And so you're right that this conversation needs to happen not least within the church. So, to that end ;-) - what do you find particularly useful/inspiring/insightful about the concept of imago Dei (the image of God) that you think might contribute to a healthy Christian response to a society with a (possibly) terminal diagnosis?

besideourselves said...

Facing the truth... that there is no (human) solution...

Without getting all allegorical, there are interesting parallels here with the Good News itself. I agree wholeheartedly with your bottom line assessment, and probably don’t really have anything to new to add to it.

“But being freed from despair also means being freed to love, even where that love may be only a sign and foretaste of God's promise of resurrection life in a dying world.”

My line of thought is that the absence of a thoroughly Christian ecology is simply a failure to see a present outworking of the redemption of creation. Romans 8 indicates that the dominion we now exercise is an extension of the demonic dominion that was established at the fall. Dominion has been assumed from the imago Dei as simply an authority to subjugate without an adequate analysis of just what that subjugation should look like. Well, being in God’s image it should like God’s example! So to Christ we go...

Meshing the imago Dei with the redemptive work of Christ asserts that the redeemed are both authorised and expected to re-establish the proper rule of mankind as "loving lords of creation"; regardless of one’s eschatology, ecology is then liberated to be what it always should have been - an extension of the Kingdom.

So to me the redeemed expression of dominion as per the imago Dei is the nexus for integrating ecology with the Gospel. Self-sacrificing redemptive love toward everything fallen then is the consistent message of Christianity across the board. Taking ecology thus to the cross may help overcome the inertia of world-negation within Christianity, and presenting (redeemed and redeeming) mankind itself as the hope of creation should be currency with the humanists (that’s inherently-humanist-without-realising-it rather than dyed-in-the-wool-philosophically humanist).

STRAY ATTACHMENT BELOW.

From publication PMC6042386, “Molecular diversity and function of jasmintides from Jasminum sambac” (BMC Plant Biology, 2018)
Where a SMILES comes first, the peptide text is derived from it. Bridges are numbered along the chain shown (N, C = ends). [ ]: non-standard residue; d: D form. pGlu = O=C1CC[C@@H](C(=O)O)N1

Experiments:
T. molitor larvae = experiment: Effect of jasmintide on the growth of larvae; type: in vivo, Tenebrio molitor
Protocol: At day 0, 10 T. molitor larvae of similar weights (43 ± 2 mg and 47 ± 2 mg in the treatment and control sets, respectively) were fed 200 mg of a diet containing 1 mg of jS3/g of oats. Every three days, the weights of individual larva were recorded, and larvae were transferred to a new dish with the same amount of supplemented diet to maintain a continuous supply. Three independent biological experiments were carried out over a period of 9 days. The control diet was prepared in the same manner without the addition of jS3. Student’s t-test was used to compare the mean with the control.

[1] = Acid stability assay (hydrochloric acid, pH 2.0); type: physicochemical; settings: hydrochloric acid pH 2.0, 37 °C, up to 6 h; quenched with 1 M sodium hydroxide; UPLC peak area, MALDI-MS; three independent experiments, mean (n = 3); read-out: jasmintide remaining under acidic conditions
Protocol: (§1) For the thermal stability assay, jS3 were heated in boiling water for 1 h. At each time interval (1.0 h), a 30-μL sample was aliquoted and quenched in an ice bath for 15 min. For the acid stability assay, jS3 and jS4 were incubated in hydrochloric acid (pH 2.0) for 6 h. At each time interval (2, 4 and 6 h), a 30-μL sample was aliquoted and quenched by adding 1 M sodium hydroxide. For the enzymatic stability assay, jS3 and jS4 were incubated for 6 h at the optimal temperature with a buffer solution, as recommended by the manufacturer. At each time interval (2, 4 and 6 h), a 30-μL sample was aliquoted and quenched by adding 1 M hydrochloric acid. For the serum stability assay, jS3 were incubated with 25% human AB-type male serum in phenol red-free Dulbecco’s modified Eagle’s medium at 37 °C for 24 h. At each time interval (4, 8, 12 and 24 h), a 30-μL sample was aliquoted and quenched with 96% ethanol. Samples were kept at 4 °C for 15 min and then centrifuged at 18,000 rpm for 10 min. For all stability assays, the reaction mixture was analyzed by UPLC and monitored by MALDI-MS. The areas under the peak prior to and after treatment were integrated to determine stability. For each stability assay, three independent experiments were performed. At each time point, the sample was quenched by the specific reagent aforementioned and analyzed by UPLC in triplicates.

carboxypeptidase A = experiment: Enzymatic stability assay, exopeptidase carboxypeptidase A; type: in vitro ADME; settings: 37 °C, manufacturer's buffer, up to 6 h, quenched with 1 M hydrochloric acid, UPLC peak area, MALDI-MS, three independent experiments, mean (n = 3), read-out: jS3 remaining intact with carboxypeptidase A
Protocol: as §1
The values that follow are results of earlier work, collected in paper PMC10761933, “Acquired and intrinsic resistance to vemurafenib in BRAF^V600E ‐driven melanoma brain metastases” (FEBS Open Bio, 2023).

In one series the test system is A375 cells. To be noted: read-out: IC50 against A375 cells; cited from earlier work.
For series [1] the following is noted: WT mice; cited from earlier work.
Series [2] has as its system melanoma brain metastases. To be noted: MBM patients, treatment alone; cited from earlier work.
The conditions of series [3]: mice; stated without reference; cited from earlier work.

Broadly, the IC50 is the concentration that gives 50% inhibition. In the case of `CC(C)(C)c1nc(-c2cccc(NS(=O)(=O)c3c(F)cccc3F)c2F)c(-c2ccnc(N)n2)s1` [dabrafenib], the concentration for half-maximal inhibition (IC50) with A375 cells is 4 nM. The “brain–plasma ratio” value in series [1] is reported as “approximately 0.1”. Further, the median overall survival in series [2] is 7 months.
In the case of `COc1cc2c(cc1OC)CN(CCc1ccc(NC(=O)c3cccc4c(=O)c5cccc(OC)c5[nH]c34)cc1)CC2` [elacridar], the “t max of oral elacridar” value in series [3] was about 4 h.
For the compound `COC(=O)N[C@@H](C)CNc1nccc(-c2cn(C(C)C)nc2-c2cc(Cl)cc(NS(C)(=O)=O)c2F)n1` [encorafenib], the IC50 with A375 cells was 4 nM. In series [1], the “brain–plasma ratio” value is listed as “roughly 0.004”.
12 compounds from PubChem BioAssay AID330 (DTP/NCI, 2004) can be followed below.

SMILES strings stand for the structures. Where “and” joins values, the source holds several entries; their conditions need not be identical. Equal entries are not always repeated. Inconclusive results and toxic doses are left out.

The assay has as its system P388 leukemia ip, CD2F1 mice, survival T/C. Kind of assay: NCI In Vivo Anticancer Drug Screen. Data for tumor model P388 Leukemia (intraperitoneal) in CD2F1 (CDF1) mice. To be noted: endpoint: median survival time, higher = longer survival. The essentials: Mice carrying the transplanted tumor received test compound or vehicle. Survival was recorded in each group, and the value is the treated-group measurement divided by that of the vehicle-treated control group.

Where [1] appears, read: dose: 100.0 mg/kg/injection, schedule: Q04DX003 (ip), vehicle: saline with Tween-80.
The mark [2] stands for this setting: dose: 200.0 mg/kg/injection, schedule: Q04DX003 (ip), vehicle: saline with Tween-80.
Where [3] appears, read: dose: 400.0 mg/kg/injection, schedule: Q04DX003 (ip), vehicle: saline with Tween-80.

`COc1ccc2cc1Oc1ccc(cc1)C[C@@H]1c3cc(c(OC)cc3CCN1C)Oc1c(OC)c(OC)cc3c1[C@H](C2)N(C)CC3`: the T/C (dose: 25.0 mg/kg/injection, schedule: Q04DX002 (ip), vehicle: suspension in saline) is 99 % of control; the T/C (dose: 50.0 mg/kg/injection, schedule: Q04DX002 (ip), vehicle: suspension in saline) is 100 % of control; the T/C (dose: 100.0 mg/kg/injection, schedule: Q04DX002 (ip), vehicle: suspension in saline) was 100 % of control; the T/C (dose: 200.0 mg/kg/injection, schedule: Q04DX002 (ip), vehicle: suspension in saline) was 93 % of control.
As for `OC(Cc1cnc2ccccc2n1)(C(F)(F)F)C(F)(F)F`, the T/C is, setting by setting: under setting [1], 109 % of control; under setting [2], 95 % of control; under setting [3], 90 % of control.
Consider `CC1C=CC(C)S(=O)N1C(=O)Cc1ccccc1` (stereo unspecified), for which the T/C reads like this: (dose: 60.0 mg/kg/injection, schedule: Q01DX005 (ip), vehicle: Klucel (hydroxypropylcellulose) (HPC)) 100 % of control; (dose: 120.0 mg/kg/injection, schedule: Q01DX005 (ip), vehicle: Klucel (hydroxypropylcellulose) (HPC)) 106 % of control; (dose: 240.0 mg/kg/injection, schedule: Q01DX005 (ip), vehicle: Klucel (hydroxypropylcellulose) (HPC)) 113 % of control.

Obviously, I’m not really going much further than Micah White to actually providing a solution, but as discussed elsewhere, perhaps a solution is a false hope. Redeemed dominion is the most creative, cohesive and compelling Christian response I can come up with.

Probably not particularly insightful or helpful but for what it’s worth, there it is. I’m actually rather more interested in finding out what you’ve got to add to the discussion than I am in displaying my own ignorance, so I’ll get back to exploring your Blog!

Shalom.

byron smith said...

Yes, they are significant and important contributions. Thanks for unpacking them from imago Dei. Our dominion has to be understood as part of Christ's servanthood, rather than "lording it over". And it also has to be seen as one metaphor amongst many for the relationship between humanity and the rest of creation.

byron smith said...

Why eco-totalitarianism is the likely outcome of neoliberal economics: or, why an ideology of small government will lead to much, much bigger government.